Filed Under: Prison Stories
In “Superheroes,” Donald Lacy as Rev reassures Britney Frazier, who plays Magnolia, the Rick Ross character’s girlfriend. She’s the one who gives the story of the CIA-crack connection to the reporter.

Donald Lacy’s historic interview: Gary Webb tells how the government flooded Black hoods with crack

November 29, 2014

The Bay View thanks Donald Lacy for making the recording of this incomparable historic interview available for publication in print for the first time. Don’t miss “Superheroes,” inspired by Gary Webb and “Dark Alliance,” which Lacy calls “the most important play written in the last 25 years.” It runs Nov. 21-Dec. 21 at the Cutting Ball Theater, 277 Taylor St., San Francisco.

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Filed Under: California and the U.S.
When Cynthia McKinney spoke at the Kaos Network in Los Angeles on April 23, 2013, Kathleen Cleaver came with the Freeman brothers, Roland and Elder. They are standing on either side of Kathleen, Elder Freeman between Kathleen and Cynthia. Kathleen had come to California to raise money for Elder Freeman to travel to Cuba for cancer treatment, and her mission was accomplished though he was never strong enough to travel there. With the Panthers and KPFK broadcaster Dedan Kimathi, along with Minister of Information JR, host and organizer of Cynthia’s speaking tour, it was a gathering of veterans of the struggle. – Photo: JR Valrey, Block Report

Salute to the Freeman Brothers! Last testament of Elder Freeman, a giant of a man

November 22, 2014

Here is the story of two legends who gave everything to their people for decades and continued to their last breaths. Salute to the Freeman brothers, Roland and Elder. Elder Freeman was a mentor and uncle-like community figure at whose feet I sat for half my life, learning from him and his comrades fundamental lessons: true African communalism and how to sincerely love Black people through action

Filed Under: Culture Stories
Maafa 2014, web

Wanda’s Picks for October 2014

October 7, 2014

Sunday, Oct. 12, marks our 19th Annual Maafa Commemoration. This is a time when we gather to remember our African ancestors, especially those who endured the transatlantic slave trade or the Middle Passage, the Black Holocaust. It is a time for Pan Africans to gather and celebrate life and recommit ourselves to the work of liberation: spiritual, psychological, economic and political.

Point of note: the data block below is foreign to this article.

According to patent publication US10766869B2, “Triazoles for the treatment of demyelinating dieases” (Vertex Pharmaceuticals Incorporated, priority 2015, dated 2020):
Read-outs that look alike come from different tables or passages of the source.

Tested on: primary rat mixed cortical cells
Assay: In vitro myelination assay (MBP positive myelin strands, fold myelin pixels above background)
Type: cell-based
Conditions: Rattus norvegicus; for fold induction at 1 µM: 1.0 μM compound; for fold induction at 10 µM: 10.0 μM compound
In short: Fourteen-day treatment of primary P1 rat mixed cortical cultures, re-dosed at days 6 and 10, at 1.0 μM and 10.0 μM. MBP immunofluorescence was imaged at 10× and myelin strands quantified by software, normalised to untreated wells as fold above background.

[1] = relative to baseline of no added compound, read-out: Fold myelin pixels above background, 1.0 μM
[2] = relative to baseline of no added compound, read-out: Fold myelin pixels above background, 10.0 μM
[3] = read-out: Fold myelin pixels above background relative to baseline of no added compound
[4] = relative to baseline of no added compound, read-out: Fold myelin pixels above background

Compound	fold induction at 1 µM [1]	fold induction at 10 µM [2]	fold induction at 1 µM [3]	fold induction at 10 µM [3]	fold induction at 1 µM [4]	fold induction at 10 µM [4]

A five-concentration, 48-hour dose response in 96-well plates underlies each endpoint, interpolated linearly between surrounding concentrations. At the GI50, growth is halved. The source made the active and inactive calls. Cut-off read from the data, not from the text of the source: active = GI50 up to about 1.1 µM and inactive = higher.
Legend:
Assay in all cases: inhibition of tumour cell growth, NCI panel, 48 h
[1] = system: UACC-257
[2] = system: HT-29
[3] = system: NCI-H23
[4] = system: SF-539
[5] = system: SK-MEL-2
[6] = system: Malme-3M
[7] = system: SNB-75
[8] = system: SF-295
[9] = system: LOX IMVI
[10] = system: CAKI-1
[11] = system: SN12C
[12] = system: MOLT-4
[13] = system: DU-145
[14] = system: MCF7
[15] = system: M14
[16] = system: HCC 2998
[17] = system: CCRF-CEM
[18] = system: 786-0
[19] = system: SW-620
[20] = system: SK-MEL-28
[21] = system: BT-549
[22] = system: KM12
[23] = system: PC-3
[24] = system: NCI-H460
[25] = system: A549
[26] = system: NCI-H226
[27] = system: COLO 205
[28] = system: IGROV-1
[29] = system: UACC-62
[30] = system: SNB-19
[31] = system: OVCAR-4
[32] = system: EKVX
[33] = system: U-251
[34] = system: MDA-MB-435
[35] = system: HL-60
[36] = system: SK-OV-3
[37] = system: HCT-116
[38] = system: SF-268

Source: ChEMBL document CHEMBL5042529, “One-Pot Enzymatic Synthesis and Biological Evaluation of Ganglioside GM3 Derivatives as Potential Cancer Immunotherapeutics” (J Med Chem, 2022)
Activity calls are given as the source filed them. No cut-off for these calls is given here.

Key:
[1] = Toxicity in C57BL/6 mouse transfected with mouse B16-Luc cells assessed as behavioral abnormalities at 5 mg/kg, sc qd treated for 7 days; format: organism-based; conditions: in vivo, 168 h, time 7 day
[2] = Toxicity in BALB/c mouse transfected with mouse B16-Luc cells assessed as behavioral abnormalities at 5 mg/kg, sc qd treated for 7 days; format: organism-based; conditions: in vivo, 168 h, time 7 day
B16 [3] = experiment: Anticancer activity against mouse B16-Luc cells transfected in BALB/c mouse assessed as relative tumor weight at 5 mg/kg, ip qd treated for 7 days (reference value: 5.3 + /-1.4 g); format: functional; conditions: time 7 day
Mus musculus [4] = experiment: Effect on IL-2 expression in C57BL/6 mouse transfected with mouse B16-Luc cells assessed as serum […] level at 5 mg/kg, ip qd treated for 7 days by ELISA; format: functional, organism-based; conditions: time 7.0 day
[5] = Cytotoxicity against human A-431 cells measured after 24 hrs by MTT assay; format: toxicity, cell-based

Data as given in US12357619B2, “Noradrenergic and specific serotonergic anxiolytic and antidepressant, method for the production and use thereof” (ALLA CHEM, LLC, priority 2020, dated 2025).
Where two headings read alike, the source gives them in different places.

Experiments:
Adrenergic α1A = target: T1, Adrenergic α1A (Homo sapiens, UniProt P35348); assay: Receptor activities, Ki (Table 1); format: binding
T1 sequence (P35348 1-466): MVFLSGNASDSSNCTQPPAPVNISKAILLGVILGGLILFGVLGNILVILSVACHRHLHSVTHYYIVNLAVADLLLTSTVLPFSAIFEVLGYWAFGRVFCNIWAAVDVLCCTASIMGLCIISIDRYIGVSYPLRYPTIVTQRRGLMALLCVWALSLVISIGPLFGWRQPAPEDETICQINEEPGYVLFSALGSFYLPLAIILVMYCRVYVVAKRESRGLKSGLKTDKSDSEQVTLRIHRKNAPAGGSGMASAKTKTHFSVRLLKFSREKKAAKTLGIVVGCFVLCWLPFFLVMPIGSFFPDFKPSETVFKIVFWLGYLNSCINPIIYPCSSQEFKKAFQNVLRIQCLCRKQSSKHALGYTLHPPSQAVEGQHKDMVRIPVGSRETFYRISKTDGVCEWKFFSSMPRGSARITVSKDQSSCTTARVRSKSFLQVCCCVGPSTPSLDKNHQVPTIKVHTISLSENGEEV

Filed Under: Culture Stories

‘Why the U.S. Government Assassinated Malcolm X and Martin Luther King Jr.’

October 2, 2014

The question of who ordered the assassinations of Malcolm X and Martin Luther King Jr. is a vital one. Those who dismiss the notion that the United States government would engage in assassination willfully ignore the 1975 Church Committee Report that exposed covert, illegal government activities and the many CIA-orchestrated assassinations and coups d’etat from Africa to Latin America.

Filed Under: Culture Stories
'I am Mike Brown and my life matters' poster

PFLP salutes the Black struggle in the US: The empire will fall from within

August 21, 2014

In light of the police murder of the martyr Michael Brown and the ongoing struggle in Ferguson, Missouri, in the United States, the Popular Front for the Liberation of Palestine salutes and stands firmly with the ongoing struggle of Black people and all oppressed communities in the United States.

Yuri Kochiyama – Photo: Kamau Amen-Ra

Yuri Kochiyama: A life in struggle

July 1, 2014

Her name was Yuri, a Japanese woman born in the United States. I hesitate to call her a Japanese-American, for to do so suggests she was a citizen. In light of how she, her family and her community were treated during World War II, especially after the bombing of Pearl Harbor in 1941, to call any of them citizens would be an exaggeration. Yuri Kochiyama, freedom fighter, after 93 summers, has become an ancestor.

Filed Under: California and the U.S.